LAUREN CHANDLER TALKS WOMEN
If you’ve ever caught Lauren Chandler’s blog posts–her poetic phrasing, her honest reflections, those sweet photos–you know she rocks a rare combination of heart and wisdom.
So much so that you barely even want to mention that she’s married to that one pastor guy everyone gushes over =)…except that their stories are intertwined. And together they have joined hands to show us what it is to handle hardship with grace and honesty and what’s that word? FAITH.
Below is my interview with Lauren as she talks about women.
As you read this post in the series, you will probably find yourself thinking, Wow, I’d love to hear Lauren tell more of the story beind “Them Chandlers”. And that is just perfect. Because it just so happens Lauren is going to steal the show at STORY this year as she tells their story to the creatives at this year’s fall event.
I. can’t. wait.
Sarah: Do you–in all your accomplishments–ever find jealousy or competitiveness sneaking in? How do you stabilize your thinking so you don’t act on these kinds of competitive thoughts?
Lauren: A common root in almost all of my fears is this: I will be replaced. There will be someone more talented, more qualified, more able and amazing than I am who will take my place in (insert role). If someone comes along who seems to fit the aforementioned criteria, my tendency, in the flesh, is to feel threatened.
The reason I feel threatened is because I’m placing all of my identity and trust in my position according to man rather than my position according to the Lord. In man’s eyes, I am a wife, a mother, a friend, a pastor’s wife, a mentor, a singer, a writer, a worship leader. Any and all of these could change in an instant. I could be easily replaced in each of these areas.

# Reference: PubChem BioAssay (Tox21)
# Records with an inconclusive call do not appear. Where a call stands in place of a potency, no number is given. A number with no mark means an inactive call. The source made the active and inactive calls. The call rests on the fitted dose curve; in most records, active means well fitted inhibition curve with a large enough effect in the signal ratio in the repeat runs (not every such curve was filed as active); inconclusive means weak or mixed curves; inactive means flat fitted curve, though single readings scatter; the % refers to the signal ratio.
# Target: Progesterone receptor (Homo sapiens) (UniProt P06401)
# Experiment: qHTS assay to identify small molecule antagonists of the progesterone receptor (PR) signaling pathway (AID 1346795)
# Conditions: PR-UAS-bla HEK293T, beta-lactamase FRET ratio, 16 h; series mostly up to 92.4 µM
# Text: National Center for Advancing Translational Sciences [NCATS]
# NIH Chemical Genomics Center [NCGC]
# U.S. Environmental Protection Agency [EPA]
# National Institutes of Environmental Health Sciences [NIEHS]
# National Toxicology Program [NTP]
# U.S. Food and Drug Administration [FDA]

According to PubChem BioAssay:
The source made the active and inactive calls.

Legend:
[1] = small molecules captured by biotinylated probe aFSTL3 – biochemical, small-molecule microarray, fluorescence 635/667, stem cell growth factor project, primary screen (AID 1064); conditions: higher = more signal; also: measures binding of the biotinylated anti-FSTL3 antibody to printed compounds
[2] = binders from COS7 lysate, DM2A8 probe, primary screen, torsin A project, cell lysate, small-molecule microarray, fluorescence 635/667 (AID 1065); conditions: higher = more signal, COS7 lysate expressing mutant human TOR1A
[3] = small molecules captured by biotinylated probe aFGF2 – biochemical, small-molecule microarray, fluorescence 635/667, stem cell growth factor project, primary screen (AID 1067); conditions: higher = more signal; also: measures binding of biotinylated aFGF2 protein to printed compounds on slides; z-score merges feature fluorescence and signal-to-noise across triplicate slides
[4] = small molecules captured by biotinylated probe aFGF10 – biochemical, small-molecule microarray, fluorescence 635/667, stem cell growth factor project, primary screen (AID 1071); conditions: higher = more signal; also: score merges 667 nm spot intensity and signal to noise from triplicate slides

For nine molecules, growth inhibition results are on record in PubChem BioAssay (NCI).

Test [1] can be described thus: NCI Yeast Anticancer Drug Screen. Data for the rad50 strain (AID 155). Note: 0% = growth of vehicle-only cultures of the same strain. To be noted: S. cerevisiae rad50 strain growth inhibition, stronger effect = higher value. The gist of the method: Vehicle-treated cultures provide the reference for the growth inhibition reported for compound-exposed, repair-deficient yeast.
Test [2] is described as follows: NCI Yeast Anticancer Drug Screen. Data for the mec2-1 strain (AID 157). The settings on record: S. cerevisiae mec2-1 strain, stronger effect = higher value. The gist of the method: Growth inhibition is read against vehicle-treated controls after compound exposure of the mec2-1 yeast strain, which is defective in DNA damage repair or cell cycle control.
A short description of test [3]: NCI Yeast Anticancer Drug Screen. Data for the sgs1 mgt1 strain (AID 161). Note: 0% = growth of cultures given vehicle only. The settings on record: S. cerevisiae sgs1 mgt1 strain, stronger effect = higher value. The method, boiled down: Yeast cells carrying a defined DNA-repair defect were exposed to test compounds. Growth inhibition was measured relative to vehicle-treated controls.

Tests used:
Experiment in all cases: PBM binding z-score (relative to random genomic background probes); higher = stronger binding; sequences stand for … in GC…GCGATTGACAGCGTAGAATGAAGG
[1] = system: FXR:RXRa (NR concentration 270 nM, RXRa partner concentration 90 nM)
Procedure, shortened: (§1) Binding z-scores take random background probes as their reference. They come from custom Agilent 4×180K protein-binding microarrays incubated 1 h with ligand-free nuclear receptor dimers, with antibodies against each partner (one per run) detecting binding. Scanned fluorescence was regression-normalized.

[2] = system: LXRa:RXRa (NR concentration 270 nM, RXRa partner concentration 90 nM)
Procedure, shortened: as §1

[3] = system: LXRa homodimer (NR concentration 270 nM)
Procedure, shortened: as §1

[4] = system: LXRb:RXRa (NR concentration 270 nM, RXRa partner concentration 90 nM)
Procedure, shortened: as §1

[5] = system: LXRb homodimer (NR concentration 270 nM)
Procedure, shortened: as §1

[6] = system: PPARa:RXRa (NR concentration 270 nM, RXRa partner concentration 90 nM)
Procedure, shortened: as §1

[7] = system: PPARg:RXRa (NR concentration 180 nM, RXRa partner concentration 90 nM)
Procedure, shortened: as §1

However, in the Lord’s eyes, my place is forever saved by the power of the cross. Because of God’s steadfast, covenant-keeping love displayed in the death and resurrection of Christ, I will never be replaced as His daughter. When I am planted in that reality, no longer is that “other woman” a threat to my position and identity but rather a sister and co-heir with Christ and a partner in displaying the glory of God.
Sarah: The faith arena sometimes seems to run shorter on female leaders than males (because of disproportionate spotlight in many churches). Who is a great female leader or writer that you look up to/read? And what grabs you about them?
Lauren: I can’t narrow it down to one, so I’ll cheat with two :) I truly love Beth Moore. She is the same woman in person as she is in her books, bible studies, on the screen and on stage. She loves Jesus and women so deeply it is convicting in the most wonderful way. She has loved her family well and has been a model for women who feel called to ministry outside their home but who earnestly desire to continue to keep home their primary ministry.
Her daughters, Amanda and Melissa, are two beautiful, godly, living, breathing legacies. Christy Nockels is another woman whose life challenges and encourages me. Like, Beth, she operates in her gifts on a larger “stage” but is fierce about being centered on her home. She has also taught me a lot about pouring into the women around me. She does an excellent job of that.
Sarah: Can you tell me about a time another woman reached out to you that helped you believe in the good potential of women-to-women friendships?
Lauren: This turns your question upside down but it’s what came to mind when I read it. Recently, I’ve had the opportunity to reach out to a woman who could potentially be viewed as a threat to “my place” in ministry. I emphasize “viewed” because the reality is, we are called to “spur one another on” and to “in humility count others as more significant than [ourselves].” Instead of keeping her at bay, the Lord pressed me to engage her. In return, I have been blessed to gain a friend and precious sister.
[[Note from Sarah: If you enjoyed this interview, you might want to check out the others in this series. Check out other interviews with blogger Lindsey Nobles , leader and blogger Jenni Catron, author Leeana Tankersley, New York Times Best Selling Author Ann Voskamp, non-profit leader Jena Nardella , bloggerHeather Whittaker and author Rachel Held Evans.]]